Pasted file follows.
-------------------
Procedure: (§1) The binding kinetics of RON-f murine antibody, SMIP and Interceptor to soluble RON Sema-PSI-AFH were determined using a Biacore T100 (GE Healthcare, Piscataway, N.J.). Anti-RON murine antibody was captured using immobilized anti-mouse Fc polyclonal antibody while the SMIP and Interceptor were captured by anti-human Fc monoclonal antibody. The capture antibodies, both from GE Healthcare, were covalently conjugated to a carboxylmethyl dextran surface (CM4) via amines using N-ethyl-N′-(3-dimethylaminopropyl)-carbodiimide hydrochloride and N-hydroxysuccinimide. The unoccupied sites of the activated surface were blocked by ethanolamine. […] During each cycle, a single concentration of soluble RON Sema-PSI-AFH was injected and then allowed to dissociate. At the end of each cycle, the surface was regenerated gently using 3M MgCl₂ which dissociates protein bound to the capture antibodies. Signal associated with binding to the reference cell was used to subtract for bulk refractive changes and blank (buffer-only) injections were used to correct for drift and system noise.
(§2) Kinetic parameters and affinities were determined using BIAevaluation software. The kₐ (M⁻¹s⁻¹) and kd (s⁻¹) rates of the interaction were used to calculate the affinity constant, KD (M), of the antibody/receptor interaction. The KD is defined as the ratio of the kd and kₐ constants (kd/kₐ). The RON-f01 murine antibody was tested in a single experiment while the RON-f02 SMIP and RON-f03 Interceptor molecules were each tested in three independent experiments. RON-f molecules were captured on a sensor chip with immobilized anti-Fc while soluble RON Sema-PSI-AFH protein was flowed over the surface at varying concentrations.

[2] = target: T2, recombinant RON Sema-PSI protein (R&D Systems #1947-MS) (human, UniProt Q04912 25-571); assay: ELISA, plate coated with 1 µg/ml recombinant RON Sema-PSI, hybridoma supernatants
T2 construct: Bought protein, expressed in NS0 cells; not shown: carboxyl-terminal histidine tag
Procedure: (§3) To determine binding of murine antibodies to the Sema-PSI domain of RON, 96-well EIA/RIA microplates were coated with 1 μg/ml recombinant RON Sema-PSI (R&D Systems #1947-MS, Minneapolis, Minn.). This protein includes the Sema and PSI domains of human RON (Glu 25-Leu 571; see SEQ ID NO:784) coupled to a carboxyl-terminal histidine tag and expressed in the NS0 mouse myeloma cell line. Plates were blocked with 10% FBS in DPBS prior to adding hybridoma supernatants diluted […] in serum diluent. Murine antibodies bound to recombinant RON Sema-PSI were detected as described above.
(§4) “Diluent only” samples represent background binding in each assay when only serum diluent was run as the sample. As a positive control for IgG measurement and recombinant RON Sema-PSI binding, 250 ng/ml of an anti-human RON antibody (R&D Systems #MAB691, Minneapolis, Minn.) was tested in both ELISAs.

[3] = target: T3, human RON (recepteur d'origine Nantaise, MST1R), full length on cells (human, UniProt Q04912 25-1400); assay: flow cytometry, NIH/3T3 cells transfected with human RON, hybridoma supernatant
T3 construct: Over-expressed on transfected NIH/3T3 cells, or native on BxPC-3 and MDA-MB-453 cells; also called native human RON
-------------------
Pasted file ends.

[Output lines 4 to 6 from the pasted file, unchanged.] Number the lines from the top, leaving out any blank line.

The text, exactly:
T2 construct: Bought protein, expressed in NS0 cells; not shown: carboxyl-terminal histidine tag
Procedure: (§3) To determine binding of murine antibodies to the Sema-PSI domain of RON, 96-well EIA/RIA microplates were coated with 1 μg/ml recombinant RON Sema-PSI (R&D Systems #1947-MS, Minneapolis, Minn.). This protein includes the Sema and PSI domains of human RON (Glu 25-Leu 571; see SEQ ID NO:784) coupled to a carboxyl-terminal histidine tag and expressed in the NS0 mouse myeloma cell line. Plates were blocked with 10% FBS in DPBS prior to adding hybridoma supernatants diluted […] in serum diluent. Murine antibodies bound to recombinant RON Sema-PSI were detected as described above.
(§4) “Diluent only” samples represent background binding in each assay when only serum diluent was run as the sample. As a positive control for IgG measurement and recombinant RON Sema-PSI binding, 250 ng/ml of an anti-human RON antibody (R&D Systems #MAB691, Minneapolis, Minn.) was tested in both ELISAs.